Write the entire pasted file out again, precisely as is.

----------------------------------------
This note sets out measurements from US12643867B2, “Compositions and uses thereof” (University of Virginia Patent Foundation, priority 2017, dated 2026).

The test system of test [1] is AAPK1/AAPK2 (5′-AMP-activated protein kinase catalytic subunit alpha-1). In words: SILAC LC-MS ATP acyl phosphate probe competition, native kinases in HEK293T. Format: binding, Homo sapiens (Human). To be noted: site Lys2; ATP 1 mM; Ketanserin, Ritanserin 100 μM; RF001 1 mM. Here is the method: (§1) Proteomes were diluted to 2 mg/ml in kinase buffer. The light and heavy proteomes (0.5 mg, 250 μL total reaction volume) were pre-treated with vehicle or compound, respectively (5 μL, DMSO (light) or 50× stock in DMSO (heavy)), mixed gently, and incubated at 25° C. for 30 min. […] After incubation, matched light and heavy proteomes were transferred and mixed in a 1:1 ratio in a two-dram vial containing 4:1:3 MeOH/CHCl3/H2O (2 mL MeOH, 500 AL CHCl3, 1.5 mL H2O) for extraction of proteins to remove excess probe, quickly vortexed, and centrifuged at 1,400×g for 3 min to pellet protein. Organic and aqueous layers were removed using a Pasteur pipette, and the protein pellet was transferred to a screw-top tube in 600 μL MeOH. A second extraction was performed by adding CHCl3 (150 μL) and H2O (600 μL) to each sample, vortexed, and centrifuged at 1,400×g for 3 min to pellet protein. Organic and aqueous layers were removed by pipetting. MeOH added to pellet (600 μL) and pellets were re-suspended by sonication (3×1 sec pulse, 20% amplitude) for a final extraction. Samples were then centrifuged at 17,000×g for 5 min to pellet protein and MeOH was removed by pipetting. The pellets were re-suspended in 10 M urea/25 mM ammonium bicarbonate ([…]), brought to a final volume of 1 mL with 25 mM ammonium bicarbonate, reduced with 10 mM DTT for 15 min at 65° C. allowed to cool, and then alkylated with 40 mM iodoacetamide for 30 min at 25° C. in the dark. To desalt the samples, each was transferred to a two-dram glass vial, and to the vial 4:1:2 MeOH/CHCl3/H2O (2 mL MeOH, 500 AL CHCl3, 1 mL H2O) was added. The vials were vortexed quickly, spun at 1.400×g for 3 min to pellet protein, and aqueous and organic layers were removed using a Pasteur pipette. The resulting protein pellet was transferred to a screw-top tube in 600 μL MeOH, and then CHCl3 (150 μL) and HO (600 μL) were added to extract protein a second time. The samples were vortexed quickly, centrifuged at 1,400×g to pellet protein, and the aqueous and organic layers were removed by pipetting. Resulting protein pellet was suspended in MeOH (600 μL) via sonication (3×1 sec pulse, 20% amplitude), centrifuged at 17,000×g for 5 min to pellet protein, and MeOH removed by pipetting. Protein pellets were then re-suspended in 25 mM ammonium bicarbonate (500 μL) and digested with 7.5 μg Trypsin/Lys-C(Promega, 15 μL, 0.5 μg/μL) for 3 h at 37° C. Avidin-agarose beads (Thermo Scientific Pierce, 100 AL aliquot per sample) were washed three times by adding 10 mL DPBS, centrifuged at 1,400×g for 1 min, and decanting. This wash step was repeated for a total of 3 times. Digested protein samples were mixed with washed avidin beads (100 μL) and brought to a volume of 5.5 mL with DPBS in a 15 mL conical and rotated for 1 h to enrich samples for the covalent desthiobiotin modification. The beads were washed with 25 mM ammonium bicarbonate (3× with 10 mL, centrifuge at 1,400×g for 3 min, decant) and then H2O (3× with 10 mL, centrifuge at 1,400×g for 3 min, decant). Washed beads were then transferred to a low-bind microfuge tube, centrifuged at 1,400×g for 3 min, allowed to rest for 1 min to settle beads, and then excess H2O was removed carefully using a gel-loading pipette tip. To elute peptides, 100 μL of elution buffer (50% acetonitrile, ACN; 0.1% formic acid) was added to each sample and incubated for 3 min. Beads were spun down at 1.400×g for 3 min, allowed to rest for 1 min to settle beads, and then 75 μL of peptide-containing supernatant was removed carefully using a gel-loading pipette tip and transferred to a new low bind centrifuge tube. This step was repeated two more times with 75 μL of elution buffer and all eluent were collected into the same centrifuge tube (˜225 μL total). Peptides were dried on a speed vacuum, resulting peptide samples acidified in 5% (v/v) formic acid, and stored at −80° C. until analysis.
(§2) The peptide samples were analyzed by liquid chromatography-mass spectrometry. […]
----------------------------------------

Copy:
This note sets out measurements from US12643867B2, “Compositions and uses thereof” (University of Virginia Patent Foundation, priority 2017, dated 2026).

The test system of test [1] is AAPK1/AAPK2 (5′-AMP-activated protein kinase catalytic subunit alpha-1). In words: SILAC LC-MS ATP acyl phosphate probe competition, native kinases in HEK293T. Format: binding, Homo sapiens (Human). To be noted: site Lys2; ATP 1 mM; Ketanserin, Ritanserin 100 μM; RF001 1 mM. Here is the method: (§1) Proteomes were diluted to 2 mg/ml in kinase buffer. The light and heavy proteomes (0.5 mg, 250 μL total reaction volume) were pre-treated with vehicle or compound, respectively (5 μL, DMSO (light) or 50× stock in DMSO (heavy)), mixed gently, and incubated at 25° C. for 30 min. […] After incubation, matched light and heavy proteomes were transferred and mixed in a 1:1 ratio in a two-dram vial containing 4:1:3 MeOH/CHCl3/H2O (2 mL MeOH, 500 AL CHCl3, 1.5 mL H2O) for extraction of proteins to remove excess probe, quickly vortexed, and centrifuged at 1,400×g for 3 min to pellet protein. Organic and aqueous layers were removed using a Pasteur pipette, and the protein pellet was transferred to a screw-top tube in 600 μL MeOH. A second extraction was performed by adding CHCl3 (150 μL) and H2O (600 μL) to each sample, vortexed, and centrifuged at 1,400×g for 3 min to pellet protein. Organic and aqueous layers were removed by pipetting. MeOH added to pellet (600 μL) and pellets were re-suspended by sonication (3×1 sec pulse, 20% amplitude) for a final extraction. Samples were then centrifuged at 17,000×g for 5 min to pellet protein and MeOH was removed by pipetting. The pellets were re-suspended in 10 M urea/25 mM ammonium bicarbonate ([…]), brought to a final volume of 1 mL with 25 mM ammonium bicarbonate, reduced with 10 mM DTT for 15 min at 65° C. allowed to cool, and then alkylated with 40 mM iodoacetamide for 30 min at 25° C. in the dark. To desalt the samples, each was transferred to a two-dram glass vial, and to the vial 4:1:2 MeOH/CHCl3/H2O (2 mL MeOH, 500 AL CHCl3, 1 mL H2O) was added. The vials were vortexed quickly, spun at 1.400×g for 3 min to pellet protein, and aqueous and organic layers were removed using a Pasteur pipette. The resulting protein pellet was transferred to a screw-top tube in 600 μL MeOH, and then CHCl3 (150 μL) and HO (600 μL) were added to extract protein a second time. The samples were vortexed quickly, centrifuged at 1,400×g to pellet protein, and the aqueous and organic layers were removed by pipetting. Resulting protein pellet was suspended in MeOH (600 μL) via sonication (3×1 sec pulse, 20% amplitude), centrifuged at 17,000×g for 5 min to pellet protein, and MeOH removed by pipetting. Protein pellets were then re-suspended in 25 mM ammonium bicarbonate (500 μL) and digested with 7.5 μg Trypsin/Lys-C(Promega, 15 μL, 0.5 μg/μL) for 3 h at 37° C. Avidin-agarose beads (Thermo Scientific Pierce, 100 AL aliquot per sample) were washed three times by adding 10 mL DPBS, centrifuged at 1,400×g for 1 min, and decanting. This wash step was repeated for a total of 3 times. Digested protein samples were mixed with washed avidin beads (100 μL) and brought to a volume of 5.5 mL with DPBS in a 15 mL conical and rotated for 1 h to enrich samples for the covalent desthiobiotin modification. The beads were washed with 25 mM ammonium bicarbonate (3× with 10 mL, centrifuge at 1,400×g for 3 min, decant) and then H2O (3× with 10 mL, centrifuge at 1,400×g for 3 min, decant). Washed beads were then transferred to a low-bind microfuge tube, centrifuged at 1,400×g for 3 min, allowed to rest for 1 min to settle beads, and then excess H2O was removed carefully using a gel-loading pipette tip. To elute peptides, 100 μL of elution buffer (50% acetonitrile, ACN; 0.1% formic acid) was added to each sample and incubated for 3 min. Beads were spun down at 1.400×g for 3 min, allowed to rest for 1 min to settle beads, and then 75 μL of peptide-containing supernatant was removed carefully using a gel-loading pipette tip and transferred to a new low bind centrifuge tube. This step was repeated two more times with 75 μL of elution buffer and all eluent were collected into the same centrifuge tube (˜225 μL total). Peptides were dried on a speed vacuum, resulting peptide samples acidified in 5% (v/v) formic acid, and stored at −80° C. until analysis.
(§2) The peptide samples were analyzed by liquid chromatography-mass spectrometry. […]